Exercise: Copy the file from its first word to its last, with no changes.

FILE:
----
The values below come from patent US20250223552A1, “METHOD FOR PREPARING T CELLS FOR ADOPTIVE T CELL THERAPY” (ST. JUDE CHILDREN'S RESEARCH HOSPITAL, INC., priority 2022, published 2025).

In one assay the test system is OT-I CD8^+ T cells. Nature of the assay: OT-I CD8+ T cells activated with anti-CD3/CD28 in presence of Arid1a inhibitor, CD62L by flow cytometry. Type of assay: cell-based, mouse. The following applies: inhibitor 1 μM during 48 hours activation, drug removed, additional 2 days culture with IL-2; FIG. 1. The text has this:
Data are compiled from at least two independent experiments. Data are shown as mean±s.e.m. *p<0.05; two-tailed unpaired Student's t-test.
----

The values below come from patent US20250223552A1, “METHOD FOR PREPARING T CELLS FOR ADOPTIVE T CELL THERAPY” (ST. JUDE CHILDREN'S RESEARCH HOSPITAL, INC., priority 2022, published 2025).

In one assay the test system is OT-I CD8^+ T cells. Nature of the assay: OT-I CD8+ T cells activated with anti-CD3/CD28 in presence of Arid1a inhibitor, CD62L by flow cytometry. Type of assay: cell-based, mouse. The following applies: inhibitor 1 μM during 48 hours activation, drug removed, additional 2 days culture with IL-2; FIG. 1. The text has this:
Data are compiled from at least two independent experiments. Data are shown as mean±s.e.m. *p<0.05; two-tailed unpaired Student's t-test.